Dating website for inmates
Regarding marriages spawned by his site, he says there have been “quite a few over the years.” This form of fatal attraction is common.According to ABC News, hundreds of women marry men in prison for violent crimes every year — and prisoner dating sites are a central means through which criminals find mates.
“You simply cannot make a relationship from letters alone, which some people mistakenly do.” Despite published warnings on his site, Bischke says visitors often develop romantic feelings for their pen pals.Behind this façade, sites with names like act as bridges that transform long-distance friends into lovers.Arlen Bischke started a prisoner pen-pal site called in 1998 to help prisoners connect to the outside world.“They become very lonely and often get cut off from their friends and family,” Biske told the Grio.“Correspondence with a stranger can give them something to look forward to and help their morale.” Yet his site and those similar to it feature inmate profiles as inviting as any on Ok Cupid.Online sites for dating prisoners have proliferated in recent years.
On the surface, these sites profess to specialize in connecting people behind bars with those seeking pen pals.
Posing in spruced-up versions of their prison uniforms, prisoners use these sites to sell themselves to potential pen pals and describe the types of people they want to meet.
One compelling prospect, Israel Cosme, age 30, displays his perfectly toned chest to visitors of telling all takers, “I love to laugh and have been told I have a great sense of humor.” Precious Johnson in her profile on the same site cracks a cute smile above the message: “I am looking for a nice, patient, funny, and understanding man for a genuine friendship that could possibly lead to more.” Few prisoners in the United States have Internet access; therefore, for the incarcerated to make that special connection online, someone on the outside must get them started. With fees in the range of $10-75, prisoner dating sites charge willing friends to list an inmate’s vital statistics on the web — or the company can mail the necessary forms to the wannabe lover behind bars who then mails them in.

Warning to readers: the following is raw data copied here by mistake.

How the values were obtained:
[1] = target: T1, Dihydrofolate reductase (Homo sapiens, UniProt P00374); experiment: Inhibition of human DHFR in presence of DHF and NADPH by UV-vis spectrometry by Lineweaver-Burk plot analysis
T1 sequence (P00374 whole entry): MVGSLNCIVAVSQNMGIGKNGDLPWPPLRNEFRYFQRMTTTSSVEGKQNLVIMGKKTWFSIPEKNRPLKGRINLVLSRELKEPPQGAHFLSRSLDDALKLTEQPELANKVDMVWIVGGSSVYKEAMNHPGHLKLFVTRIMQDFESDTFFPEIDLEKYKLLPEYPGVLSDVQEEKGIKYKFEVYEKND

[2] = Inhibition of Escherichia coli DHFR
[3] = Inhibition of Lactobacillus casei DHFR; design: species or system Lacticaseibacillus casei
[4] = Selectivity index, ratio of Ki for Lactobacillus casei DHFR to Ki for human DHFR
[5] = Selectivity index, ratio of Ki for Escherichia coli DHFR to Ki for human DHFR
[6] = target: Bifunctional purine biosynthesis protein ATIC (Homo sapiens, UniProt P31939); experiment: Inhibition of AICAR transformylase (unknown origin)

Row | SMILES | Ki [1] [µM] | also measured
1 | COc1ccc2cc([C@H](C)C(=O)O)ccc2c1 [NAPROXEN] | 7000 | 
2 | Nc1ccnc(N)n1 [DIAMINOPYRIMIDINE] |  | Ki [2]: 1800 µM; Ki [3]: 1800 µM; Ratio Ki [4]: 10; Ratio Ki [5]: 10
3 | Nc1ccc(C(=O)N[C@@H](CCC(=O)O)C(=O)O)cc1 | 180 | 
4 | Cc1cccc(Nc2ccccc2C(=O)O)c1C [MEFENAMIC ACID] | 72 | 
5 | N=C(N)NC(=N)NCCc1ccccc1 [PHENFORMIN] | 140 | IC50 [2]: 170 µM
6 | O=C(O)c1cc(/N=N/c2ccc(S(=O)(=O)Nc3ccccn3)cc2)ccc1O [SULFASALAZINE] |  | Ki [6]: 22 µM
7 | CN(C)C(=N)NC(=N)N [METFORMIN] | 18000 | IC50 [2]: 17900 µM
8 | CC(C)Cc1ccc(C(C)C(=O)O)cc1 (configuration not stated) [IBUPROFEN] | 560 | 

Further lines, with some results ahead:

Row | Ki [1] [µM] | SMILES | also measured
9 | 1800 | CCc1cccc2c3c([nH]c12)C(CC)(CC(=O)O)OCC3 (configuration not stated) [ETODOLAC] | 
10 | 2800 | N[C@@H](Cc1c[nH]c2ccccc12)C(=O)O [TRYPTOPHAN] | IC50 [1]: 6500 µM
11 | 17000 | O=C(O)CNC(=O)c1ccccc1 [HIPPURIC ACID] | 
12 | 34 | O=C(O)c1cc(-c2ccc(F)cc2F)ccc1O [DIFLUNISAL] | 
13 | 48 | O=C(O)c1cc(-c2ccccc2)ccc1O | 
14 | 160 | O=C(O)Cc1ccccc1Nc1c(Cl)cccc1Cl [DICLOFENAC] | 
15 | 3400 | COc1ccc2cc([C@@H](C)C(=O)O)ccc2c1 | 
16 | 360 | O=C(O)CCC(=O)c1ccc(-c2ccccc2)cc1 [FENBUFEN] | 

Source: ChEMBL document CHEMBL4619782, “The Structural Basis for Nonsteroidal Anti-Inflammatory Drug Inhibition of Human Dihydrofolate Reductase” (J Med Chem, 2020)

Bischke created as a pen-pal service to capitalize on this market, adding “and of course I want to make a profit like any other business.” His site now averages 3,000 visitors and 70,000 page views a day.
While he encourages people to befriend prisoners through his site, Bischke stresses that those who engage with the incarcerated need to be cautious.
Experts on the phenomenon believe that the emotional intensity of dating someone behind bars is actually extremely addictive.